Robbie MacNiven explores the fate of the Scots who survived Culloden.
On a bitterly cold April afternoon in 1746, on moorland just east of the town of Inverness, the power of Scotland’s Highland clans was forever broken. The Battle of Culloden Moor marked not just the final defeat of Charles Edward Stuart and his Jacobite followers, but also the destruction of the deeply ingrained martial aspect of Gaelic Highland life.
Whilst Jacobitism was a pan-British cause, the final rebellion of 1745 would not have been possible without the efforts of thousands of Highland clansmen. The British government, long exasperated by what it saw as the lawless north, used its new-found military supremacy in the wake of Culloden to pass the Acts of Proscription.
These represented nothing less than an attempt to dismantle the ancient clan structure. Highlanders were forbidden to carry weapons such as muskets, dirks, or the famous broadsword. Highland dress was outlawed. The playing of the bagpipes was banned. Prayers for the Hanoverian monarch and his family were imposed before school lessons every day. Fines, imprisonment, and exile awaited those clansmen who dared defy the new laws.
It is here that the popular histories often end, the romantic image of the Highlander – the noble savage – thereby pickled for posterity.
In reality the warlike customs of the Gael for long persisted, only now they were channelled overseas in the service of the British Empire. Highland regiments became integral components of the British Army in the 18th and 19th centuries.
Nowhere is this seen more clearly than in the post-Culloden careers of a number of prominent former Jacobites. Such men were at the forefront of Britain’s 18th-century imperial expansion, fighting hard for the Establishment they had defied for the last time in April 1746. To end their stories at Culloden does them a grave disservice.
Of all the Jacobites who survived Culloden, perhaps the most famous is Simon Fraser of Lovat. Born in 1726 the son of one of Scotland’s most infamous Jacobite nobles, he led his clansmen at Culloden in support of Charles Stuart.
Legend claims that, as the Jacobite army disintegrated, a British officer (some say the infamous General Hawley, others the Duke of Cumberland himself) ordered a subordinate, Major James Wolfe, to shoot Fraser. Wolfe refused, and Fraser escaped. His father was not so lucky, and became the last man in Britain to suffer execution by public beheading.
After such traumatic exertions for the Jacobite cause, it might be imagined that Fraser would remain an eternal, embittered enemy of the House of Hanover. Such a view, however, would overlook the reality of Highland life following 1746.
The clan system was in decline long before the death-blow of Culloden. Crop failure, disease, economic downturn, and a lack of decent employment prospects all combined to ensure that throughout the 1740s and 50s thousands of Highlanders, many of them young and active men like Fraser, were seeking escape.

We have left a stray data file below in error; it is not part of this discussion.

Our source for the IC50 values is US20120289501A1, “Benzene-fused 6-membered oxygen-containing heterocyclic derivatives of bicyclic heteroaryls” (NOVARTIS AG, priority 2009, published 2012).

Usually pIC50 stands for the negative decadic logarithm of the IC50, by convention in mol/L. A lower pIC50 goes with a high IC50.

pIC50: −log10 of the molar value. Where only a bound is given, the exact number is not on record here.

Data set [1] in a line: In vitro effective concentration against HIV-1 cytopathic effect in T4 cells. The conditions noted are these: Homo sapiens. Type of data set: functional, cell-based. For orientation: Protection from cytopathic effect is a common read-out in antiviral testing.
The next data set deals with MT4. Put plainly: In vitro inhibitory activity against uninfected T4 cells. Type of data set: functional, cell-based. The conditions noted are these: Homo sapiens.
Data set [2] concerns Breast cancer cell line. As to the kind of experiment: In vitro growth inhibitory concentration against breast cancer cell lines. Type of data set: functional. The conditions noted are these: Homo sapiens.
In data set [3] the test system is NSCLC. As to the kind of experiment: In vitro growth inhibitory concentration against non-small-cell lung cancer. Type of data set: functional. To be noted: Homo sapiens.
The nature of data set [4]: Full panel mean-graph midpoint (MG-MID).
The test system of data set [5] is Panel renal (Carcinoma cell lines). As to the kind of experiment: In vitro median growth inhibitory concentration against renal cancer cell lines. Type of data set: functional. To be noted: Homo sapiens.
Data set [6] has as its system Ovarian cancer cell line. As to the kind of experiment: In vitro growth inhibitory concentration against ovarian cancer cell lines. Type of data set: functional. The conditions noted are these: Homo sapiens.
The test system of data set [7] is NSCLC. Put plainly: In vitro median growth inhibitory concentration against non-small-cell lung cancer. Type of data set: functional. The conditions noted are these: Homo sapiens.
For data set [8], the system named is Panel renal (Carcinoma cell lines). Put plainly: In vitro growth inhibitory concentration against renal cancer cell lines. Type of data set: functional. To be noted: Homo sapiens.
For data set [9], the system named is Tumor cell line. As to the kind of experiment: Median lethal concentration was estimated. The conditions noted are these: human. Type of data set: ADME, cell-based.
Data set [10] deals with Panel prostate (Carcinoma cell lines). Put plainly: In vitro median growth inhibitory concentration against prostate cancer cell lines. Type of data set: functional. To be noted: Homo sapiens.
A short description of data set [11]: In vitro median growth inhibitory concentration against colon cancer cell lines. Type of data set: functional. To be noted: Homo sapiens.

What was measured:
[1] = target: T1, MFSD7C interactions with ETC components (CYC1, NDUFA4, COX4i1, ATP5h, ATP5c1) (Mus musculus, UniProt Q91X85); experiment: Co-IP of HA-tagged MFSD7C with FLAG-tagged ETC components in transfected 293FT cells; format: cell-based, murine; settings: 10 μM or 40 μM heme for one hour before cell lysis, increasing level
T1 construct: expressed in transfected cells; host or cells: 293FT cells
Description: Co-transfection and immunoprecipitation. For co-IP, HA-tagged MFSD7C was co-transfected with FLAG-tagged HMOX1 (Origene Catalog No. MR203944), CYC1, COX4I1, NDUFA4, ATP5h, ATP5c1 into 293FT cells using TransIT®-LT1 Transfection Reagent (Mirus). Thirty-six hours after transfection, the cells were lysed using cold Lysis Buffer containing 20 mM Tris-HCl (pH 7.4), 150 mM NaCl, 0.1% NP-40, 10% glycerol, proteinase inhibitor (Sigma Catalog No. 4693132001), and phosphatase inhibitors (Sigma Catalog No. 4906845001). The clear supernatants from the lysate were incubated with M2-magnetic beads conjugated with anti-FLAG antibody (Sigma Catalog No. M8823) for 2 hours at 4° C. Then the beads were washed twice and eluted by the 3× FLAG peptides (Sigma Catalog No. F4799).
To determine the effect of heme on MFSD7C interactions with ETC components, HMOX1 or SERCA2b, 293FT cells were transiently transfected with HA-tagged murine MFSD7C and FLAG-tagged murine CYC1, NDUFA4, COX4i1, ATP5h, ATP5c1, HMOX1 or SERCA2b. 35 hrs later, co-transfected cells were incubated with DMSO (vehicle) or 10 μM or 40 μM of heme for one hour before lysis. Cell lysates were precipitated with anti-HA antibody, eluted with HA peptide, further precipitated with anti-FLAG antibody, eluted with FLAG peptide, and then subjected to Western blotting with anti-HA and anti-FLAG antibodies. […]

The Act of Proscription provided a way out, for it was a deliberately double-edged sword – whilst it banned the traditional form of the martial culture so central to Highland life, it permitted a new form of it to flourish in the service of the British Army.
Highlanders who took the King’s shilling and donned the red coat could again carry their swords and muskets and wear the plaid and bonnet, recapturing the essence of their warlike traditions.
Fighting Indians and the French
These incentives combined with their dire economic situation overcame much of the animosity felt by Highland Scots towards the British Establishment. All that was needed was a conflict through which to channel the restless Gael’s energies. When war with France again broke out in 1755, the perfect theatre presented itself: North America.
The French and Indian aspect of the Seven Years War proved to be a sharp learning curve for the British Army, plunging it into an alien wilderness inhabited by a fearsome, unconventional foe. British officers like James Wolfe, who had served in the suppression of the Jacobite risings in Scotland, recognised the potential value of the Highlanders in America, accustomed as they were to rugged terrain and hard living.
When the British government authorised a recruitment drive amongst the clans that had once defied it, Simon Fraser was the first to answer the call. Disaffected, destitute Highlander youths rallied to their clansman’s banner – 800 in all. These men were quickly organised into the 78th Highland Regiment, also known as Fraser’s Highlanders.
Simon Fraser and his regiment, along with its twin, the 77th or Montgomery’s Highlanders, served at the forefront of the war in America, and were present at James Wolfe’s defining victory on the Plains of Abraham in 1759.
Nor did their service end with Britain’s triumph. When war again flared in the colonies in 1775, the regiment was reinstated, and went on to serve again with distinction. By this point, Fraser had gone full circle, from rebel to government soldier serving to suppress rebels.
This is an extract from an article that appeared in issue 52 of Military History Monthly.
Robbie MacNiven is a University of Edinburgh history graduate currently enrolled in the School of War Studies at Glasgow University. In his spare time he volunteers as a re-enactor at the Culloden Battlefield Visitor Centre.